Belgium Invests in Anti-Israel Incitement in the Name of Human Rights

Last week Israeli diplomats complained to their Belgian counterparts over Brussels’s funding of anti-Zionist nongovernmental organizations with such goals as “mitigating the influence of pro-Israel voices”—some of which have ties to terrorist groups. The editors of the Jerusalem Post comment:

Belgium would not fund other similar groups, such as Catalan or Kurdish separatists, under the same logic. . . . We hope that Belgium’s decisions reflect not having enough information about where the funding goes and the way in which some Palestinian groups use the money they receive through legitimate charities in Europe to disseminate extreme anti-Israel content produced in Ramallah and spread around the world.

Unfortunately, many Palestinian groups, such as the PFLP, [an unrepentant terrorist group with a bloodstained history], have wrapped themselves in a false flag of human rights, and even children’s and women’s rights, so they can systematically hijack international forums to advance their extreme anti-Israel agenda.

[Channeling funds to such groups] is not countries show respect for one another’s sovereignty, [especially if] they claim, [as Belgium does], to want to have a future of fraternal relations. Belgium needs to understand that the goals of these groups are clear: when they use maps that do not show Israel or celebrate “martyrs” who murdered civilians, they are not partners to work with to advance human rights.

In the past, Israel tended to ignore this funding and not challenge it, not seeing the full forest of implications that it had on the education of future generations. We now know better.

Read more at Jerusalem Post

More about: Belgium, Israel diplomacy, NGO, PFLP

To Save Gaza, the U.S. Needs a Strategy to Restrain Iran

Since the outbreak of war on October 7, America has given Israel much support, and also much advice. Seth Cropsey argues that some of that advice hasn’t been especially good:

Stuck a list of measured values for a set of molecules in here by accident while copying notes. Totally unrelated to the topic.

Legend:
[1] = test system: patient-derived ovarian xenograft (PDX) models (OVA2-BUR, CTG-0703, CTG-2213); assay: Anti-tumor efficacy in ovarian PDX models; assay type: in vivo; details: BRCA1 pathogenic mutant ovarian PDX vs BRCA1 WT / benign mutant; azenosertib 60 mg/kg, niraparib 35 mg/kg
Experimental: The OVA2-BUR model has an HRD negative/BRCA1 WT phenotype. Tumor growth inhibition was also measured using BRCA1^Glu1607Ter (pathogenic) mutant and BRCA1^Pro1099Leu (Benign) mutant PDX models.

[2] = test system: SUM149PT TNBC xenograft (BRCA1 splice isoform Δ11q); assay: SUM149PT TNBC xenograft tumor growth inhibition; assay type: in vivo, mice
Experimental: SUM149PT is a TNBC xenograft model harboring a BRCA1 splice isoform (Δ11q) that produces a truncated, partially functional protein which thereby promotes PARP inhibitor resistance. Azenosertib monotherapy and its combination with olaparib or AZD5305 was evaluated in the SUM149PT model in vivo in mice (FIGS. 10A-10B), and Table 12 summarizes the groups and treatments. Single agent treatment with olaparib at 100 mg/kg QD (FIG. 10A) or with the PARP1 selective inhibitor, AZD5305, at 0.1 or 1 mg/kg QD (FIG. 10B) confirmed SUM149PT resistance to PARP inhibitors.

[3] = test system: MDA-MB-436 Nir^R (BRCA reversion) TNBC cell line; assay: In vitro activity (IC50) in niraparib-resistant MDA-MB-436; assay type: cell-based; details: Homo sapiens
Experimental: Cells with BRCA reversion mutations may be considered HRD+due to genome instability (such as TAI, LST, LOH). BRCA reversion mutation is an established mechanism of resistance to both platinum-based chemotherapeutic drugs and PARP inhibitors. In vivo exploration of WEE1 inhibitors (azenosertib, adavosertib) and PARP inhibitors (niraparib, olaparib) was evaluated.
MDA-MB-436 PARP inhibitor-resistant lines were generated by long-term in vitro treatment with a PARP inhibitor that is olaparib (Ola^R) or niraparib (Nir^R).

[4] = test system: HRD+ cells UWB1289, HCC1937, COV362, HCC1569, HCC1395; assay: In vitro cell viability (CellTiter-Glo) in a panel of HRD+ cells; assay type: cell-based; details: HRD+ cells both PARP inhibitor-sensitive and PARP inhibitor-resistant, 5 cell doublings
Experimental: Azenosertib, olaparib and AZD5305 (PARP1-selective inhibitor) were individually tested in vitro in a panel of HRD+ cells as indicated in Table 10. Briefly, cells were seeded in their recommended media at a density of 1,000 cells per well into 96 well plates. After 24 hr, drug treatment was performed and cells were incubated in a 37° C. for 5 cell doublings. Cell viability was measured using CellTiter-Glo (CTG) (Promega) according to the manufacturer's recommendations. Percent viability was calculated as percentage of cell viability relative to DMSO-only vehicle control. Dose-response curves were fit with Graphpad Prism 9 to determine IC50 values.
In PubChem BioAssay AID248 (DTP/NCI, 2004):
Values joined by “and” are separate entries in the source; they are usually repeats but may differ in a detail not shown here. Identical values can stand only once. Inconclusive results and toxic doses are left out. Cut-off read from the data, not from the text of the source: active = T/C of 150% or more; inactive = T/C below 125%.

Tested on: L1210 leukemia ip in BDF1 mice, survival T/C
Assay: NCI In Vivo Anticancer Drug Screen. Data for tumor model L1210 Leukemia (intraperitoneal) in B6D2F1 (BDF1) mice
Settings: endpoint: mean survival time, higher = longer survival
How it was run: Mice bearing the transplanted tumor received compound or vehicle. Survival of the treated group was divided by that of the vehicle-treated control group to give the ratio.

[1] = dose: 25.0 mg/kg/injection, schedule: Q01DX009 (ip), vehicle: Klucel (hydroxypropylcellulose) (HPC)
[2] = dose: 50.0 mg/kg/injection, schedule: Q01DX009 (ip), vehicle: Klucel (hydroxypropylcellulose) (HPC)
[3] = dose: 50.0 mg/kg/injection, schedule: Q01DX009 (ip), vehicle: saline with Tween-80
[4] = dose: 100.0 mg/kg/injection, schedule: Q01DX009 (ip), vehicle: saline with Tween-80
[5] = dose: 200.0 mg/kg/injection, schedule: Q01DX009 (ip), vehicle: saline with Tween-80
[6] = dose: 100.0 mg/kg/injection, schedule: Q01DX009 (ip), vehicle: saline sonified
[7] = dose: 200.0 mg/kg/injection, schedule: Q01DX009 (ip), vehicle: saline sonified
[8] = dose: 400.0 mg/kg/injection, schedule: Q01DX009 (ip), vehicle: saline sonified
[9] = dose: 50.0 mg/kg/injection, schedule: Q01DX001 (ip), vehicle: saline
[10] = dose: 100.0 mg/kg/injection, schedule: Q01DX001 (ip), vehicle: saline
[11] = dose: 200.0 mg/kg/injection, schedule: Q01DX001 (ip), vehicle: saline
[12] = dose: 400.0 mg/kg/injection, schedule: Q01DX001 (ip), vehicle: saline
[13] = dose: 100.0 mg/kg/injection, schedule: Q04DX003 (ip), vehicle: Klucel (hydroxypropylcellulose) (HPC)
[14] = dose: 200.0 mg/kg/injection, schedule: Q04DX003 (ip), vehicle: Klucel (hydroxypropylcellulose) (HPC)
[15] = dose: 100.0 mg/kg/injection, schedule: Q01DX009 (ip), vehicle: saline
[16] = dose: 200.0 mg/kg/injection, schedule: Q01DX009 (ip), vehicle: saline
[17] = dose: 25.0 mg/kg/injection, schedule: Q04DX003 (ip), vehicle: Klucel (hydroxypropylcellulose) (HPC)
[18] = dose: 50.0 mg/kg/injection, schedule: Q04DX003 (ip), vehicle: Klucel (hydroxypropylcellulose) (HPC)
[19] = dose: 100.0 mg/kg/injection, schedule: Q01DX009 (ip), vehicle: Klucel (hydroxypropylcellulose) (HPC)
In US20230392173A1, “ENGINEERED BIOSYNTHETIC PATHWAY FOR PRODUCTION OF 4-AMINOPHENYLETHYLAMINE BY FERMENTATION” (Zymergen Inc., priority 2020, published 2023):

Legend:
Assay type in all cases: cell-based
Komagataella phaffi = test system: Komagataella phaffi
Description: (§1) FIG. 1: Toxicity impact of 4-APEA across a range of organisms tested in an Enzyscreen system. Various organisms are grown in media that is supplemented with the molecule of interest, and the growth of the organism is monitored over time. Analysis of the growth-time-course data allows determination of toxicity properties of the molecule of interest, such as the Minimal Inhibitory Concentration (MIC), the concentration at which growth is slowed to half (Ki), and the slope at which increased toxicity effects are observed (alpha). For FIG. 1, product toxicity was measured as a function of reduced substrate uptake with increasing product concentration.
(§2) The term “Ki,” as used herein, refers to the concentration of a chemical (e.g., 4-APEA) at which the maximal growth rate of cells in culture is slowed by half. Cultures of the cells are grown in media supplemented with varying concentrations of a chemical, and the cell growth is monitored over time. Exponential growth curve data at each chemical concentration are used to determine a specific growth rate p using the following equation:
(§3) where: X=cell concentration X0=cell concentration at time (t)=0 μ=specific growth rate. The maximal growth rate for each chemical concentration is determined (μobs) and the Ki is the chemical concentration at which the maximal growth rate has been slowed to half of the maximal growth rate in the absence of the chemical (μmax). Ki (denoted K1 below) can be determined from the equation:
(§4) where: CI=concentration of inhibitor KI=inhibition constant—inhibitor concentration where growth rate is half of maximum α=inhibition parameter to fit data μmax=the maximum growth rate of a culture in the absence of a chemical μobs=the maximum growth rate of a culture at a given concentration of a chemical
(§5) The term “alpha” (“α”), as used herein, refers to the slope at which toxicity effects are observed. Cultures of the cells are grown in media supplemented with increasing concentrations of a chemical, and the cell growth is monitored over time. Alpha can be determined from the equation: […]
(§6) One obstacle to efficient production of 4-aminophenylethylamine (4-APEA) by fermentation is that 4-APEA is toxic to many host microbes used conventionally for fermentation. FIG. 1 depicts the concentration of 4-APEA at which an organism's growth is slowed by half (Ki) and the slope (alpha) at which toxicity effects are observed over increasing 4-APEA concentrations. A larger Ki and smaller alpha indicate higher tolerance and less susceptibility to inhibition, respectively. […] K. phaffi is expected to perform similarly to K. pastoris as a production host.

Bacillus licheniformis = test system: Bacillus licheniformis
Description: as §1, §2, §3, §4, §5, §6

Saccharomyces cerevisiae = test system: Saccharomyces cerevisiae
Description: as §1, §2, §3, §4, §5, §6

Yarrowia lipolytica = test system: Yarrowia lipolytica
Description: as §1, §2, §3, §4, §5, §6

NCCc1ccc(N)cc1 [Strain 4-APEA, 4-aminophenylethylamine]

American demands for “restraint” and a “lighter footprint” provide significant elements of Hamas’s command structure, including Yahya Sinwar, the architect of 10/7, a far greater chance of surviving and preserving the organization’s capabilities. Its threat will persist to some extent in any case, since it has significant assets in Lebanon and is poised to enter into a full-fledged partnership with Hizballah that would give it access to Lebanon’s Palestinian refugee camps for recruitment and to Iranian-supported ratlines into Jordan and Syria.

Turning to the aftermath of the war, Cropsey observes that it will take a different kind of involvement for the U.S. to get the outcomes it desires, namely an alternative to Israeli and to Hamas rule in Gaza that comes with buy-in from its Arab allies:

The only way that Gaza can be governed in a sustainable and stable manner is through the participation of Arab states, and in particular the Gulf Arabs, and the only power that can deliver their participation is the United States. A grand bargain is impossible unless the U.S. exerts enough leverage to induce one.

Militarily speaking, the U.S. has shown no desire seriously to curb Iranian power. It has persistently signaled a desire to avoid escalation. . . . The Gulf Arabs understand this. They have no desire to engage in serious strategic dialogue with Washington and Jerusalem over Iran strategy, since Washington does not have an Iran strategy.

Gaza’s fate is a small part of a much broader strategic struggle. Unless this is recognized, any diplomatic master plan will degenerate into a diplomatic parlor game.

Read more at National Review

More about: Gaza War 2023, Iran, U.S. Foreign policy